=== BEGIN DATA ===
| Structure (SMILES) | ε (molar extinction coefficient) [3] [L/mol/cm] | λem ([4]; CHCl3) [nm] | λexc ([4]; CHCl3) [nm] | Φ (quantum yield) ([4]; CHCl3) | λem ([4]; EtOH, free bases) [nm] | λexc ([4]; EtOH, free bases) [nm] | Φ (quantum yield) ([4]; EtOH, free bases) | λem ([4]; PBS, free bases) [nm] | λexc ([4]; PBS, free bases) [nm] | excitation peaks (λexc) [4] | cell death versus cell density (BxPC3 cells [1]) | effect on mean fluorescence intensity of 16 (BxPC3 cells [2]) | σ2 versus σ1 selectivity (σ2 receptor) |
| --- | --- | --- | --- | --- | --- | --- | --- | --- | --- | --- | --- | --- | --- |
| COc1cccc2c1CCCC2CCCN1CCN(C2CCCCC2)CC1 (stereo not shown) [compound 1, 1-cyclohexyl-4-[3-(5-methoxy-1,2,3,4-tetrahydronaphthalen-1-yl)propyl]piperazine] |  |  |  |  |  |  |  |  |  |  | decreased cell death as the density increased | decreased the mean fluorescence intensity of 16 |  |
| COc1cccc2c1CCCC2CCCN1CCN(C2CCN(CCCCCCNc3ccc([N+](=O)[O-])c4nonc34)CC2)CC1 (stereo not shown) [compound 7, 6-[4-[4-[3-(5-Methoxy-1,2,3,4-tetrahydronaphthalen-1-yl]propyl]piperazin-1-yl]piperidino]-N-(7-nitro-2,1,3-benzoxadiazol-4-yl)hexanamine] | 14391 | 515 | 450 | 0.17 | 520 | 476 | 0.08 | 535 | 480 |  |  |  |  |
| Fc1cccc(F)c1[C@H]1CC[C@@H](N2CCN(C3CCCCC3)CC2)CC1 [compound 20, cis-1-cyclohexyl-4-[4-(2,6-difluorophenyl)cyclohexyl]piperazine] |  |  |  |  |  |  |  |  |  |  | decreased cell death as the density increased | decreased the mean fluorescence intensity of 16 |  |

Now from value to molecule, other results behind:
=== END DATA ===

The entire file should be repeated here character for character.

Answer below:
| Structure (SMILES) | ε (molar extinction coefficient) [3] [L/mol/cm] | λem ([4]; CHCl3) [nm] | λexc ([4]; CHCl3) [nm] | Φ (quantum yield) ([4]; CHCl3) | λem ([4]; EtOH, free bases) [nm] | λexc ([4]; EtOH, free bases) [nm] | Φ (quantum yield) ([4]; EtOH, free bases) | λem ([4]; PBS, free bases) [nm] | λexc ([4]; PBS, free bases) [nm] | excitation peaks (λexc) [4] | cell death versus cell density (BxPC3 cells [1]) | effect on mean fluorescence intensity of 16 (BxPC3 cells [2]) | σ2 versus σ1 selectivity (σ2 receptor) |
| --- | --- | --- | --- | --- | --- | --- | --- | --- | --- | --- | --- | --- | --- |
| COc1cccc2c1CCCC2CCCN1CCN(C2CCCCC2)CC1 (stereo not shown) [compound 1, 1-cyclohexyl-4-[3-(5-methoxy-1,2,3,4-tetrahydronaphthalen-1-yl)propyl]piperazine] |  |  |  |  |  |  |  |  |  |  | decreased cell death as the density increased | decreased the mean fluorescence intensity of 16 |  |
| COc1cccc2c1CCCC2CCCN1CCN(C2CCN(CCCCCCNc3ccc([N+](=O)[O-])c4nonc34)CC2)CC1 (stereo not shown) [compound 7, 6-[4-[4-[3-(5-Methoxy-1,2,3,4-tetrahydronaphthalen-1-yl]propyl]piperazin-1-yl]piperidino]-N-(7-nitro-2,1,3-benzoxadiazol-4-yl)hexanamine] | 14391 | 515 | 450 | 0.17 | 520 | 476 | 0.08 | 535 | 480 |  |  |  |  |
| Fc1cccc(F)c1[C@H]1CC[C@@H](N2CCN(C3CCCCC3)CC2)CC1 [compound 20, cis-1-cyclohexyl-4-[4-(2,6-difluorophenyl)cyclohexyl]piperazine] |  |  |  |  |  |  |  |  |  |  | decreased cell death as the density increased | decreased the mean fluorescence intensity of 16 |  |

Now from value to molecule, other results behind: